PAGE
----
Act fast, time is running out.
Dale Earnhardt Jr. is not only looking for his first win of the season, he’s still hunting for a big-bucks sponsor for 12 Sprint Cup races this season.
Earnhardt said he’s not worried, a sign that perhaps Hendrick Motorsports has a deal on the horizon.
“It is important to try to fill out what we have this season and we will,” Earnhardt said Friday at Indianapolis Motor Speedway. “I don’t have any doubt at all that we will get that done. I think we almost have to look forward beyond that to try to find out who is going to be the partner that we can put a long term deal together that matches up with what we want to do in the future.”
That’s part of the problem. Hendrick and Earnhardt would love to find a primary sponsor that would fund what’s left on this season’s slate as well as 2014, and possibly beyond. With 16 races left, putting together a multi-year deal with a committed corporate backer seems almost impossible to pull off.
“It’s just all the dollars and cents are accounted for at this point in the year,” Earnhardt said. “That doesn’t mean we can’t put some things together and do some creative stuff with some people and some partners that we already have.”
Earnhardt’s sponsorship woes started when Pepsi, through Diet Mountain Dew and Amp, sliced its sponsorship from 20 races to five in 2013. The National Guard did bolster its support of the No. 88, going from 16 to 20 races. Earnhardt, who has made the Chase for the Sprint Cup championship each of the past two seasons, is somewhat hindered in finding the right fit because of conflicts with committed corporate sponsors. For example, his Pepsi deal is the reason he ditched Budweiser when he signed with Hendrick for the 2008 season.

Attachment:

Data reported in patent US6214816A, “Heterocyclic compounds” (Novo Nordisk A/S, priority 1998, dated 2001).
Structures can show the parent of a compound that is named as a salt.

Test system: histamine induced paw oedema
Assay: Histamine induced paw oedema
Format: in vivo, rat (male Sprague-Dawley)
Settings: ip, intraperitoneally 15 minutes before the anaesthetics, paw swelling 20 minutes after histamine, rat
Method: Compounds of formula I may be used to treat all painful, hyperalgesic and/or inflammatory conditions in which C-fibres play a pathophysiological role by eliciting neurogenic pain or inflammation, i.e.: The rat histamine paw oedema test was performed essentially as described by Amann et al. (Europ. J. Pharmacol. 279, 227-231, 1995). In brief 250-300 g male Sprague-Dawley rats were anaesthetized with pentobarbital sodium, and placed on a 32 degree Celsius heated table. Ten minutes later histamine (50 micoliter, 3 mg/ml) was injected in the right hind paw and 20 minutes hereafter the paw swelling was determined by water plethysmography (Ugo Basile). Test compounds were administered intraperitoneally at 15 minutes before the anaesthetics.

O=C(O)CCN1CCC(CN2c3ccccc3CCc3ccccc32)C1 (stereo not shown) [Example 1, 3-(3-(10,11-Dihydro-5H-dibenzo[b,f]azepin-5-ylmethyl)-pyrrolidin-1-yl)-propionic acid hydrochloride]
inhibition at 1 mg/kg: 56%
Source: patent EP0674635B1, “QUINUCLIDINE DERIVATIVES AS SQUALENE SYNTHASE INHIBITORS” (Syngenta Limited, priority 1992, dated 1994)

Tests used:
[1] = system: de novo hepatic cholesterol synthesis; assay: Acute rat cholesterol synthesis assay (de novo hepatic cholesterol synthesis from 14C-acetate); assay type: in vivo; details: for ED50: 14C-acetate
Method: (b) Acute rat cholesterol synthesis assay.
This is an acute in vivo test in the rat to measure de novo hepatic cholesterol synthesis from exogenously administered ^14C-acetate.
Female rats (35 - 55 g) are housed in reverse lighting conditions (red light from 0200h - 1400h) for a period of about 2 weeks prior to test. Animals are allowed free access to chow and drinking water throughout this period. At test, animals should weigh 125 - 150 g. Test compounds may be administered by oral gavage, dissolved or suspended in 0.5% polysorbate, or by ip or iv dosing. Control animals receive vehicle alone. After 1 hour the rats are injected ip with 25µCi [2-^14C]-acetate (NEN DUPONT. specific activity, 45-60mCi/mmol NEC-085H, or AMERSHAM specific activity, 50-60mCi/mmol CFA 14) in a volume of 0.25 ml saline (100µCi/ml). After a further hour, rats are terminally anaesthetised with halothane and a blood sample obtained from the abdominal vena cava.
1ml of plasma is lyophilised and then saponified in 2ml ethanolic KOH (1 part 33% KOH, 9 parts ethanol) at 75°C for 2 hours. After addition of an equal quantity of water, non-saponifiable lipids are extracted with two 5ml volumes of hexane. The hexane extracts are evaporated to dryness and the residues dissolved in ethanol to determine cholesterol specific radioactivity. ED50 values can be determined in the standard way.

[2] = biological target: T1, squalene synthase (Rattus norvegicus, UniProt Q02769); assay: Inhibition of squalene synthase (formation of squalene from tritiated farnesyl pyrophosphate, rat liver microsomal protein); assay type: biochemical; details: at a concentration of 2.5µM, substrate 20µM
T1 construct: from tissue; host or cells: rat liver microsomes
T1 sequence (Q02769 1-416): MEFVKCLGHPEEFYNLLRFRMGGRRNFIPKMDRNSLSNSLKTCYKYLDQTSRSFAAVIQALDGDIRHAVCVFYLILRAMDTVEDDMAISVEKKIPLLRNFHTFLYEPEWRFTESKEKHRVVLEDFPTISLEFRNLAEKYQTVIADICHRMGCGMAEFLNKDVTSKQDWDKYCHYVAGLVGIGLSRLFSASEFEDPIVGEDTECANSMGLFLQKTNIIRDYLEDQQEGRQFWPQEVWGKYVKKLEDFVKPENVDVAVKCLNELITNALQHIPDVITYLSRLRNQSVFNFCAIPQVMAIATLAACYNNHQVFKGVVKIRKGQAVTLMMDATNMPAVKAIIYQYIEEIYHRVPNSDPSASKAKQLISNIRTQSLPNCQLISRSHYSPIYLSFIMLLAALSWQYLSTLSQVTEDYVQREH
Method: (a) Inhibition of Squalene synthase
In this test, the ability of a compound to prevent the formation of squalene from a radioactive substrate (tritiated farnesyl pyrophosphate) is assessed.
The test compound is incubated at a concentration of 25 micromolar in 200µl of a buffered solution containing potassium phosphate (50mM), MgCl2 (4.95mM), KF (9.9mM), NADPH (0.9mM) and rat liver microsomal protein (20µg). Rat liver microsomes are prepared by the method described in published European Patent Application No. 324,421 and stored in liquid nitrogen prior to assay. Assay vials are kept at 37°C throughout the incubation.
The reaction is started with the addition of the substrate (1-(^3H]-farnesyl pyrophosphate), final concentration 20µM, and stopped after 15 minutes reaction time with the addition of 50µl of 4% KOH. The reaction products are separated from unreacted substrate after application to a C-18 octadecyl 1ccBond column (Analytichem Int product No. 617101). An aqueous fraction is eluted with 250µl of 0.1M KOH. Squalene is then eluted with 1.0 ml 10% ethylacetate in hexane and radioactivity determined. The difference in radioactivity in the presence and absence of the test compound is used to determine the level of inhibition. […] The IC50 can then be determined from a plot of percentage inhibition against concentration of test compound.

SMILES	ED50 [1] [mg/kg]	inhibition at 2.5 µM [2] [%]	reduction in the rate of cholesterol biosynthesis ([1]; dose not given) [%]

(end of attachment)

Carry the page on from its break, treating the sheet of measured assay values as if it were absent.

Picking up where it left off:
It’s not like he doesn’t have options. Earnhardt is one of the superstar faces of NASCAR. Even as the wins have dried up, he was still voted NASCAR’s most popular driver for each of the past 10 years.
POPULAR CHANGE: The NASCAR Truck Series stop at Eldora Speedway this week created a lot of buzz that still hasn’t died down.
The Ohio race was the first for NASCAR on a dirt track since Sept. 30 1970. Some drivers in Indianapolis for this weekend’s Brickyard race were talking Friday about a possible Sprint Cup series race at the track – someday.
Clint Bowyer, who is second in the Sprint Cup Series standings, was part of the broadcast of Wednesday’s event on Speed Channel. A part of him wanted to be in Eldora racing.
“Basically, I was stuck in a cage in there in the Hollywood Hotel with my world racing out there and it was really hard to sit there and watch,” he said.
Jeff Gordon watched every minute of it, too. Earnhardt Jr. tried. He was on his way to New York and didn’t get to see the finish.
He never got to see Austin Dillon capture the win.
But a sold-out crowd at the half-mile dirt track owned by Tony Stewart saw everything. So did 1.4 million viewers on Speed Channel.